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This is a policy/legislation document that I think may turn into a "broadband access" bill of some sort.

Broadband (high speed internet/IP networks) are an ever increasing part of our lives. With IP technologies such as VoIP (voice), IPTV (video), and the web being used more and more in our daily lives it becomes critical that Canada has a strong national broadband policy.

What is broadband?Edit

For the purposes of this document, broadband is defined as an always on connection capable of delivering in excess of 5 megabits per second of capacity downstream and 1.5 megabits of capacity upstreams. Broadband can be delivered by many means, wireless, DSL, cable, fiber optics and satellite. Satellite provided connections may be considered broadband if they can transfer in excess of 256 kilobits per second in both directions.

Should broadband be subsidized? Edit

We believe that access to broadband is a right not a luxury and as such, affordable broadband should be accessable by every Canadian regardless of where they live. If taxpayers dollars are required to provide such services, government loans to private providers are acceptable. If a private company will not service an region due to cost considerations, it is acceptable to provide a direct funding to a co-op or non-profit group that provides service.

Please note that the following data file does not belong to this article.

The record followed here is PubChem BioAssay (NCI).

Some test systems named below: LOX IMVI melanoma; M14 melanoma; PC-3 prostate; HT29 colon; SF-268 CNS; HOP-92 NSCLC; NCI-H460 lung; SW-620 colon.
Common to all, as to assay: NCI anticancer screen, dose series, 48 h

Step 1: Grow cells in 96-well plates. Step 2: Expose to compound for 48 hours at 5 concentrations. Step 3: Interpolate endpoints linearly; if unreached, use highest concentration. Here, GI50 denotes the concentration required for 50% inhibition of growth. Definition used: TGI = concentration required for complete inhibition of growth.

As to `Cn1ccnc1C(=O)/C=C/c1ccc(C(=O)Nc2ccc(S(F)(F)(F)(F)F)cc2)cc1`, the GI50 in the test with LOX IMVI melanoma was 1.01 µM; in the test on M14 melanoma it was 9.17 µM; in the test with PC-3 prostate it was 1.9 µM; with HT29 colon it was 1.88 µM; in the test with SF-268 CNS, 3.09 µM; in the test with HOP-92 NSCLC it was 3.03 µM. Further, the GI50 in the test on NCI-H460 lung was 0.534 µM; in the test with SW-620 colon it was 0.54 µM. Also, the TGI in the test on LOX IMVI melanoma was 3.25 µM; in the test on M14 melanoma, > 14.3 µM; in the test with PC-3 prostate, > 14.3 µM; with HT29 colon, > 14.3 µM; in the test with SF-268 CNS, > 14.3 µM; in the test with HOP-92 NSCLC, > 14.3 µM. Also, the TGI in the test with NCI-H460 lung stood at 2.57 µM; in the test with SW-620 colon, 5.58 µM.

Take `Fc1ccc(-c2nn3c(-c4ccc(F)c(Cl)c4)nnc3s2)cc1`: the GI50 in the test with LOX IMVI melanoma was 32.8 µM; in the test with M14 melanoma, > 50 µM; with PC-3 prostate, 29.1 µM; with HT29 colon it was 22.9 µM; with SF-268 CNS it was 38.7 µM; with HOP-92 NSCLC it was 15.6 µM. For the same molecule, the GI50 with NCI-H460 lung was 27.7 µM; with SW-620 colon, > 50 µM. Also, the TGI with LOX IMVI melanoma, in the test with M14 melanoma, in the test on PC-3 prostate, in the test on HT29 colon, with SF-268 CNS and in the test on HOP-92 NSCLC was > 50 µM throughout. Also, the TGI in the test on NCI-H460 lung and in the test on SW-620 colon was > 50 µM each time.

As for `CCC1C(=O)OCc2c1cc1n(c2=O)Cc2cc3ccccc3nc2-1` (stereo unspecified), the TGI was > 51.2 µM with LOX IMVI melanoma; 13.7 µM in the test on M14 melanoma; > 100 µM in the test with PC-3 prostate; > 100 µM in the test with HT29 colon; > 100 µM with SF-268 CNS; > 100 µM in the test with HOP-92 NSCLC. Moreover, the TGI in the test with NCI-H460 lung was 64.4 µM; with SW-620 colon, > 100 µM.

Network Neutrality Edit

Any internet service provider (ISP) shall not interfere with any packet as to provide a lesser quality of service for the packet. In addition, the internet service provider shall not block any competing provider's service such as voice over IP, email and instant messaging (IM).

Current competition in Canada Edit

The competition between the major broadband Internet providers in Canada has recently caused frequent increases in the available bandwidth provided to home users. As of January 2006, a standard broadband Internet package provides 3.0 Mbit/s downstream and 800 kbit/s upstream rates for both cable- and DSL-based services. Some residential service providers (such as Cogeco or Rogers or Shaw) offer speeds of 5 Mbit/s or higher. In western Canada some service providers now offer speeds of up to 7 Mbit/s.

External Links Edit

Wikipedia definition of broadband internet access


This policy is a stub. Please help us by expanding it.

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